Kazakhstan–Turkey relations

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Kazakh–Turkish relations
Map indicating locations of Kazakhstan and Turkey



Kazakh–Turkish relations are foreign relations between Kazakhstan and Turkey. Turkey recognized Kazakhstan on 16 December 1991, being the first state to recognize the independence of Kazakhstan, when Kazakhstan declared its independence.[1] Diplomatic relations between the two countries were established on 2 March 1992.[1] These relations have developed positively on the international stage as well as in commerce and strategic affairs.[2] Kazakhstan has an embassy in Ankara and a consulate general in Istanbul. Turkey has an embassy in Almaty and a branch office in Astana.


Turkey established diplomatic relations with Kazakhstan following the latter's independence after the dissolution of the Soviet Union. As two large nations in Eurasia and sharing the extensive cultural, historical and linguistic heritage of Turkic peoples, both nations have sought to develop closer relations and promote Turkic identity and friendship amongst other Turkic nations in the region.[2]

Diplomatic relations[edit]

Turkey is the first country to recognise Kazakhstan’s independence in 1991, but the relations between two nations have deep roots of being used to be the parts of a big family and sharing the same territory until the 11th century, when the ancestors of today’s Turks living in Turkey moved to Middle East and created “second Turan” – The Ottoman Empire. The first official diplomatic relations started between Kazakh Khan and Ottoman Sultan in 1713. However, being separated by historical circumstances, due to which the connection with each other had been lost. Since the late 20th century, the peoples of Kazakhstan and Turkey have gained the opportunity to restore the broken relationship, to establish multilateral contacts at all levels, in all areas of cooperation. Tough, the first steps of the relations in modern stage started prior to the breakdown of the Soviet Union. In March 1991, Turkey and Kazakhstan signed an Agreement on Cooperation in political, trade-economic, scientific-technical, ecological, cultural, social, communication and in other areas. In September 1991, the Presidents of Kazakhstan and Turkey signed the Declaration containing the principles and objectives of bilateral relations. In this context, the principles of friendly relations were emphasised based on the objectives of international documents.[3] The incumbent President of Kazakhstan Nursultan Nazarbayev during his visit to Turkey in the same year defined the 21st century as the “Turks’ century” On 2 March 1992, the diplomatic relations were established and in the same year – the embassies of both countries were opened in Kazakhstan and Turkey. Since 1999, the Consulate also started to Function (since 2002 – the Consulate General) of Kazakhstan in Istanbul. Nowadays, Kazakhstan has 9 representations in Turkey. These representations include an embassy in Ankara, consulates in Adana, Antakya, Antalya, Bursa, Istanbul, Izmir, Kayseri, and Nevsehir. Te Turkish Embassy in Almaty was opened in March 1992 and in 2008 Turkish Embassy was moved from Almaty to Astana. In addition to the embassy in Astana, Turkey has also a consulate general in Almaty.[4]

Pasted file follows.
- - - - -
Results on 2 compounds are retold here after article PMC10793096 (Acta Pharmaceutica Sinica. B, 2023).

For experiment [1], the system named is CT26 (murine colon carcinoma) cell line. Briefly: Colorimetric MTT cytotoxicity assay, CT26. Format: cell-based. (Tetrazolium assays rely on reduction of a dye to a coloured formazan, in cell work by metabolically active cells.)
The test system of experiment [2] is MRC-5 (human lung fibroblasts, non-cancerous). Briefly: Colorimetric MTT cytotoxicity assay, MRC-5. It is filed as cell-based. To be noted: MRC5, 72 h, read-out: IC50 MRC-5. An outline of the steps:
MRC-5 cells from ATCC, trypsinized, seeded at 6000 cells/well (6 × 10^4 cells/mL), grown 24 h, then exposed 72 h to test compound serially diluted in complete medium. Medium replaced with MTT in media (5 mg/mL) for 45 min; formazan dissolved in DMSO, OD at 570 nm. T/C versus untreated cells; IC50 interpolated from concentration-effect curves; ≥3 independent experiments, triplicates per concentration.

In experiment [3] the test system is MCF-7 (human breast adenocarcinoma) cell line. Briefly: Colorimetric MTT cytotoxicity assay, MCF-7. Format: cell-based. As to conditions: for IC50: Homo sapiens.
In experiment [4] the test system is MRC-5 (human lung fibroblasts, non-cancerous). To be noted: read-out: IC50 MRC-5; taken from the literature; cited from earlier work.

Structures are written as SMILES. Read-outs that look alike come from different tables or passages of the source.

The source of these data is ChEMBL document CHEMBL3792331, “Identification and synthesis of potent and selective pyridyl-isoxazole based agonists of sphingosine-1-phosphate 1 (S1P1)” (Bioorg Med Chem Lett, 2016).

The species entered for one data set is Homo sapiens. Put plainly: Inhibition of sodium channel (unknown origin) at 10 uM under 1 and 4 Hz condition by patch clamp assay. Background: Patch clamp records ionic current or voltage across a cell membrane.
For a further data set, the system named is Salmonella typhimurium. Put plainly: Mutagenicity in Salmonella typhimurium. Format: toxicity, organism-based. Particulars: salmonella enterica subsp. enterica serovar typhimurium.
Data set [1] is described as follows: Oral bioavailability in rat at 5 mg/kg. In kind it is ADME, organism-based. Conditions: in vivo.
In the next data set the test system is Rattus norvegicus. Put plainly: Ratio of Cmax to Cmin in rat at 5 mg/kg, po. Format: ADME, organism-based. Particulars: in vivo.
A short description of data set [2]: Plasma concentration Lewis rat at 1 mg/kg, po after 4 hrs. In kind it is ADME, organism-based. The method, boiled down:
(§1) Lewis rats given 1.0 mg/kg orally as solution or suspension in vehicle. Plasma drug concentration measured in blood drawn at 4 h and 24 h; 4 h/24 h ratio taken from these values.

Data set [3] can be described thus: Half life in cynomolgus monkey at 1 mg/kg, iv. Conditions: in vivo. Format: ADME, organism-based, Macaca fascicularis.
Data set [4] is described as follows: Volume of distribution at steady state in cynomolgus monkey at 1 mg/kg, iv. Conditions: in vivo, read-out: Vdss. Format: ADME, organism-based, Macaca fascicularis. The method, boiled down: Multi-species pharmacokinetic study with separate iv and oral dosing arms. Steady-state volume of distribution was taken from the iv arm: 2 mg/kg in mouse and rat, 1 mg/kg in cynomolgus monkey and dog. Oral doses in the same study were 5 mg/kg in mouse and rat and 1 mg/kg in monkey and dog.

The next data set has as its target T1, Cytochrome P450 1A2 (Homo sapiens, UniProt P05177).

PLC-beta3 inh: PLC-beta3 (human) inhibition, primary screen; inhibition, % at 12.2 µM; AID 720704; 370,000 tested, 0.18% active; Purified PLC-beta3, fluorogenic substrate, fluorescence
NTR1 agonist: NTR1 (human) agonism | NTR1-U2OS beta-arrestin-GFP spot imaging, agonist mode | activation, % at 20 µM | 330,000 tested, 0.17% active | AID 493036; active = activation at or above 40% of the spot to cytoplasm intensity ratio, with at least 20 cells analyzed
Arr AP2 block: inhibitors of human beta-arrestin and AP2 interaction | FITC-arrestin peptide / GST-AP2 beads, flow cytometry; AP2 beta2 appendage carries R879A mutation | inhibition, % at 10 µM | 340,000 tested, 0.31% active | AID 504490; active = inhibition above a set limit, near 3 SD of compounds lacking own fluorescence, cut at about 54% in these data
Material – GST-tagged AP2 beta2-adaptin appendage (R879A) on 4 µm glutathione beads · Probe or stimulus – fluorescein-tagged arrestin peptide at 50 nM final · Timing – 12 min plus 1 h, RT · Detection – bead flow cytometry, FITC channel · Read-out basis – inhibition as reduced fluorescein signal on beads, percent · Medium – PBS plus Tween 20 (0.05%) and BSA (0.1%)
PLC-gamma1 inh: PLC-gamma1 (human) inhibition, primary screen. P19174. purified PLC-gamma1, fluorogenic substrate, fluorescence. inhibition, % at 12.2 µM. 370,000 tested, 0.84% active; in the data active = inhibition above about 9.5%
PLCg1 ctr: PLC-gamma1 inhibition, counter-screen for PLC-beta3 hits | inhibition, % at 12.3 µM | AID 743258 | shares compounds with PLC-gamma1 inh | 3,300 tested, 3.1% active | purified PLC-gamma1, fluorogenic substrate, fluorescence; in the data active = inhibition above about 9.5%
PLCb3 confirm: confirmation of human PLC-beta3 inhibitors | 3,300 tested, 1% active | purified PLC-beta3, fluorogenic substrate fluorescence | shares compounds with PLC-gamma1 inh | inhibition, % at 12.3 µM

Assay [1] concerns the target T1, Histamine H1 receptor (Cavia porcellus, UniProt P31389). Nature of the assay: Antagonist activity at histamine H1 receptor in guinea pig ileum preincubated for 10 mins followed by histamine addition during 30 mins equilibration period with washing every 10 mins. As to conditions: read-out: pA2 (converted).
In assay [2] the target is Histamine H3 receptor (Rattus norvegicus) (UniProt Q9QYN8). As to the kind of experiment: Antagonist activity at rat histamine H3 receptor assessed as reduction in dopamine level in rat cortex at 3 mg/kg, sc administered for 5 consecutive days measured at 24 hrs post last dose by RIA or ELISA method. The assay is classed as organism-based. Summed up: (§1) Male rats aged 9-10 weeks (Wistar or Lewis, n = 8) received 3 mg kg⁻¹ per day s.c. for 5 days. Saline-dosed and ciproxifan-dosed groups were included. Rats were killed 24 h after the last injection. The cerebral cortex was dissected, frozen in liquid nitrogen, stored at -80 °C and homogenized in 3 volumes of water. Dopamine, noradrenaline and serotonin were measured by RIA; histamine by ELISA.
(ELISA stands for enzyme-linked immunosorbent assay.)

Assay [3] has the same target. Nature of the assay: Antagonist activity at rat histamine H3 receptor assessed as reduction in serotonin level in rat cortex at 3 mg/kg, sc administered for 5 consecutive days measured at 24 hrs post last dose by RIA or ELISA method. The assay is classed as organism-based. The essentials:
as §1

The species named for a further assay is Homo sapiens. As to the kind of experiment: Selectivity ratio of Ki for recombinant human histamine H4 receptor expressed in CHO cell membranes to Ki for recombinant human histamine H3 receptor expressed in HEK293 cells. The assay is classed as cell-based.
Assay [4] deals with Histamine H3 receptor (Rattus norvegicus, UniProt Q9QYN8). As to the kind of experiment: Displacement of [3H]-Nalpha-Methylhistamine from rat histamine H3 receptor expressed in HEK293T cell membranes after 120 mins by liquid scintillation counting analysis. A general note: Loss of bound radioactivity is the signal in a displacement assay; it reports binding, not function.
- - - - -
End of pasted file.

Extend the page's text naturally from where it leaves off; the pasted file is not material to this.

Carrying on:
Economic relations[edit]

Turkey contributes 2 billion USD in Kazakhstan's total 50 billion USD investment volume. Turkey accounts for 1.2% of Kazakhstan’s total trade volume and has actively participated in the construction and textile industries of Kazakhstan.[2] In 2005 trade turnover between the countries reached USD 556.8 million, showing 13.8% growth from the $500 million level in 2004, and slated to climb to USD 1 billion in trade turnover volume in 2006.[2] Turkey hopes to expand investment in Kazakhstan's energy and telecommunications industries. Kazakhstan has increased quotas for the hiring of Turkish workers for construction projects.[2] Kazakhstan is considering the construction of an oil refinery on the Black Sea jointly with Turkey.[2]

Strategic cooperation[edit]

In bolstering cooperation over energy resources, Kazakhstan has sought to assert its independence from Russia's influence.[2] In July 2006, the People's Republic of China, Turkey, Azerbaijan and Georgia gathered in Astana to develop a transport corridor linking Central Asia with the South Caucasus and Western Europe that would increase the annual trade and cargo shipment capacity up to 30 million tons.[2] Turkey has supported Kazakhstan's bid to join the World Trade Organization while the latter has actively supported Turkey's bid for membership in the European Union.[2] Both nations have also sought to promote closer cooperation between Turkic nations of Central Asia.[2]

See also[edit]


  1. ^ a b "Relations between Turkey and Kazakhstan". Turkish Ministry of Foreign Affairs. Retrieved 4 February 2014. 
  2. ^ a b c d e f g h i j Yermukanov, Marat (7 December 2006). "Kazakhstan and Turkey spearhead the integration of Turkic nations". Eurasian Daily Monitor. Jamestown Foundation. 3 (226). Archived from the original on February 25, 2014. Retrieved 10 October 2008. 
  3. ^ Davut Han Aslan (2012),Turkey’s Foreign Policy of the Justice and Development Party Governments (2002-2011) ,PhD Dissertation, Warsaw University, Warsaw, June>